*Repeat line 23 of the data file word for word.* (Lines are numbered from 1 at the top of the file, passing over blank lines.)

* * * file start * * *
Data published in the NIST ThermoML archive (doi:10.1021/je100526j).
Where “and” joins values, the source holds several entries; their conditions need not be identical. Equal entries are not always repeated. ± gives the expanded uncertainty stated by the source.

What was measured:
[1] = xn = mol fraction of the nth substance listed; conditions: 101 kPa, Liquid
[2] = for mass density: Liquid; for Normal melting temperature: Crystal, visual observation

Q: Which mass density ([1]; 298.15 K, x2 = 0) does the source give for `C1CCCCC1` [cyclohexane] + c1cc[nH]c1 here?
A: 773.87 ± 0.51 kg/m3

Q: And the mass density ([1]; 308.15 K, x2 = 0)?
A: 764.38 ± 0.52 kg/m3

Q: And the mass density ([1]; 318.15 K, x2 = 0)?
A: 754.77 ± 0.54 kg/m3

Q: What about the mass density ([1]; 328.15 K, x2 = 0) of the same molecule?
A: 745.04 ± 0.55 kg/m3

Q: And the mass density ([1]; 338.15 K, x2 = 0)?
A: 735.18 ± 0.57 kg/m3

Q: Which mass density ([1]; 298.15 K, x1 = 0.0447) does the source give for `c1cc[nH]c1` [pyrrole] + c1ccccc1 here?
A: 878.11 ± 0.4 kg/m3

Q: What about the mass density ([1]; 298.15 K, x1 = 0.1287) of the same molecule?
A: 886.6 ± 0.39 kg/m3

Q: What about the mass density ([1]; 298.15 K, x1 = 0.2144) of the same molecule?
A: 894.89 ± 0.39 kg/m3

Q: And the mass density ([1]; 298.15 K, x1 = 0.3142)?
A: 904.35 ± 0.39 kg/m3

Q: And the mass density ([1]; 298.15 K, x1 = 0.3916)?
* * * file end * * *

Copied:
A: 904.35 ± 0.39 kg/m3